The Aroha block to 1879
Hart, P. (2016). The Aroha block to 1879 (Te Aroha Mining District Working papers, No. 13), Hamilton, New Zealand: University of Waikato, Historical Research Unit.
Permanent Research Commons link: https://hdl.handle.net/10289/10322
Te Aroha was valued by Maori because of its strategic position as well as its healing hot springs, while Pakeha anticipated acquiring a large area (which shrank in size once surveyed) of fertile farming land. Before the Crown could acquire the block, the ownership of a disputed area fought over by the Marutuahu tribes (especially Ngati Maru) and Ngati Haua had to be determined. After the battle of Taumatawiwi of 1830, claimed as a victory by both sides, subsequent smaller battles continued for some years. In place of deciding ownership on this basis, the new land court struggled to make a judgment on the basis of contradictory claims about ancestry, battles large and small, and occupation. One part of the larger Aroha block, Ruakaka, was considered separately in 1869, resulting in the court allocating it to Ngati Haua. Also in that year, the first hearing of the Aroha Block was held, at Matamata, with the same outcome. Because of Maratuahu anger and threats of violence, Ngati Haua failed to survey the land as required, and a second hearing was held in Auckland, in 1871, at which Ngati Maru triumphed. Subsequently the block was occupied, but conflicts continued, notably when Ngati Haua gave a Pakeha permission to run cattle at Waiharakeke, further upriver. Starting in 1873, James Mackay slowly purchased the interests of individuals claiming ownership of the block, and paid off the Ngati Haua claimants. Then in December 1876, Ngati Tumutumu/Ngati Rahiri claimed the land for themselves, and in the following year the ownership of the Waitoki block, downstream from Te Aroha, was contested. In July 1878, a third hearing of the Aroha case commenced, resulting in Ngati Rahiri being allocated £3,000 and 7,500 acres, the remainder of the block going to Ngati Maru. Subsequently, the process of subdividing the owners’ interests proceeded, very slowly, and a small number of Pakeha settled and commenced farming or storekeeping.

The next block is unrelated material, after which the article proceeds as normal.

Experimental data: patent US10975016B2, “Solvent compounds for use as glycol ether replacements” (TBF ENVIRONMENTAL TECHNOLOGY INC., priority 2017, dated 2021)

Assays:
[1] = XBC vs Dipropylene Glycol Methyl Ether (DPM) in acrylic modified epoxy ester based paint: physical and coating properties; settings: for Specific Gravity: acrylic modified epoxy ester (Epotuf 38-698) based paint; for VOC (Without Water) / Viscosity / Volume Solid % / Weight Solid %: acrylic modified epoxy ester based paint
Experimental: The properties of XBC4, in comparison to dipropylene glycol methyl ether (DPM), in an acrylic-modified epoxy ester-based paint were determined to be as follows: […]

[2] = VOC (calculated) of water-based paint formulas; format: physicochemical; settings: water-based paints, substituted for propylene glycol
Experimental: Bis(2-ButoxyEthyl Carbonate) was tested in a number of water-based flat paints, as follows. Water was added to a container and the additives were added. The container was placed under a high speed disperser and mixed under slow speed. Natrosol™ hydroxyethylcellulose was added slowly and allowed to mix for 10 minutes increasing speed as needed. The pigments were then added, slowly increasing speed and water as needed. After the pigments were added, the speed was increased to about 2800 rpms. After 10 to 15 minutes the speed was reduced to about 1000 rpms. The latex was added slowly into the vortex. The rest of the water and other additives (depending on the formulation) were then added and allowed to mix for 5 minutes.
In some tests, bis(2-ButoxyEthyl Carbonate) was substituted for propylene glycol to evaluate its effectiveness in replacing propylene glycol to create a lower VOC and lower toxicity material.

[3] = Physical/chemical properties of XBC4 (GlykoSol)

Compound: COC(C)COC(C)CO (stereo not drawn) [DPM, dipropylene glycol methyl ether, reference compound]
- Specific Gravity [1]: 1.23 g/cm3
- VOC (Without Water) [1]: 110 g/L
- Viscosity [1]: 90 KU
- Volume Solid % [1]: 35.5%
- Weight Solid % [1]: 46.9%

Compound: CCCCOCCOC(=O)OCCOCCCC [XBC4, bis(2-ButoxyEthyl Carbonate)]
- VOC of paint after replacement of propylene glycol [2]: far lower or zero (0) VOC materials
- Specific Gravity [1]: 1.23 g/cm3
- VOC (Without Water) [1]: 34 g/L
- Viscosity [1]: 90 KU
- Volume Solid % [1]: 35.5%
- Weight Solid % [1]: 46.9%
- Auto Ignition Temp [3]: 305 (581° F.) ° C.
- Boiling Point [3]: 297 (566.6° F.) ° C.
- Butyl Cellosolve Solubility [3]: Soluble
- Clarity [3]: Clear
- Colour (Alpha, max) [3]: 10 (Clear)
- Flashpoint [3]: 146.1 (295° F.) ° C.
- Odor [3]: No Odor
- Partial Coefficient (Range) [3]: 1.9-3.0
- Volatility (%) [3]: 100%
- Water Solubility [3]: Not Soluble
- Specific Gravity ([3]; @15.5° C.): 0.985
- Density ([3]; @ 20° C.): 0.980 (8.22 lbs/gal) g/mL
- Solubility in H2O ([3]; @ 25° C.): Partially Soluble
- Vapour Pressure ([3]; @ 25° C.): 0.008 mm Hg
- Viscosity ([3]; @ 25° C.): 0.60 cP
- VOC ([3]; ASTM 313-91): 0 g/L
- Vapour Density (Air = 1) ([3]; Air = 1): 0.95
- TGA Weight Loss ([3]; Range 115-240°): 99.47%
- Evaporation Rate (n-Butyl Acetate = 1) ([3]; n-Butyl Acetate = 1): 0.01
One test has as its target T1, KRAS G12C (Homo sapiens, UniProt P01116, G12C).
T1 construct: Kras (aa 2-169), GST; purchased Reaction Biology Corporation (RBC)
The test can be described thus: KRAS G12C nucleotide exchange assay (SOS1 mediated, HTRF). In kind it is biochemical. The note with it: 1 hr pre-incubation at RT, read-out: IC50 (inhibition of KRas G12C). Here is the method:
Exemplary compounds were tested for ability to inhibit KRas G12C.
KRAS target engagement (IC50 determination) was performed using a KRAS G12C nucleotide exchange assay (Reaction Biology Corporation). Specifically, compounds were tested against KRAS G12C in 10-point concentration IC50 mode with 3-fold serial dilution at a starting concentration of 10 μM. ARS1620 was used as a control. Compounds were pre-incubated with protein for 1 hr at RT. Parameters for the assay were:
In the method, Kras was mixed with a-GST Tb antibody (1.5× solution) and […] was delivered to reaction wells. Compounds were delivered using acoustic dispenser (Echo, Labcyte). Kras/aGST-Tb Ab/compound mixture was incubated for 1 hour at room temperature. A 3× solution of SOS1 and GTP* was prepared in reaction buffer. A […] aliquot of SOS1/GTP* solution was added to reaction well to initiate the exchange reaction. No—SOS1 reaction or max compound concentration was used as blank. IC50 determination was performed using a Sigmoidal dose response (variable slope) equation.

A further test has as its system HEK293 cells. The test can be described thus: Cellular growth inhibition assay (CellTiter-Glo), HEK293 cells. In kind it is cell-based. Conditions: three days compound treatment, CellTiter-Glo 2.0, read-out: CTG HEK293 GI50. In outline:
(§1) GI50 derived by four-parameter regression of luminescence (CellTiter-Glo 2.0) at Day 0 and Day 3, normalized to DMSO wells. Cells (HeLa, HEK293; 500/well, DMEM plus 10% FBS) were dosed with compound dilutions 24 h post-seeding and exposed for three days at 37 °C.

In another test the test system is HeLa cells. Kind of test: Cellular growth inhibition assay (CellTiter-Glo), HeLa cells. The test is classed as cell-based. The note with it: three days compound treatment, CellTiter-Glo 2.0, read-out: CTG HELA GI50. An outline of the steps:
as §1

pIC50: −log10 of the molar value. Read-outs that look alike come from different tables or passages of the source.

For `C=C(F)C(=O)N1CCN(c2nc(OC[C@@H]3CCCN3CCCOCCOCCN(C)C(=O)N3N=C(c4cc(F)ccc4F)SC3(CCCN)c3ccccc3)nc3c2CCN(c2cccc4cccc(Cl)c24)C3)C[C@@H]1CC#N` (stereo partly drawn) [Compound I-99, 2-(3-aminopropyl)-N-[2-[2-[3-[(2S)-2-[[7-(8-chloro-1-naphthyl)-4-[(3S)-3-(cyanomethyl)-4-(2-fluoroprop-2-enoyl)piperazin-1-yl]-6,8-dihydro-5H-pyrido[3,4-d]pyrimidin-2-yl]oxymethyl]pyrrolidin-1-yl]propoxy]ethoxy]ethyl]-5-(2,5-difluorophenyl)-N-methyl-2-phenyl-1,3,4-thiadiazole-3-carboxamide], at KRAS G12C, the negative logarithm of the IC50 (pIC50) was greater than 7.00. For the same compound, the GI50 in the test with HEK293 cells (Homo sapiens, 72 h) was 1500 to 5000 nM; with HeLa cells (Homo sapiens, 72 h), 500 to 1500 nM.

Historical Research Unit, University of Waikato
© 2016 Philip Hart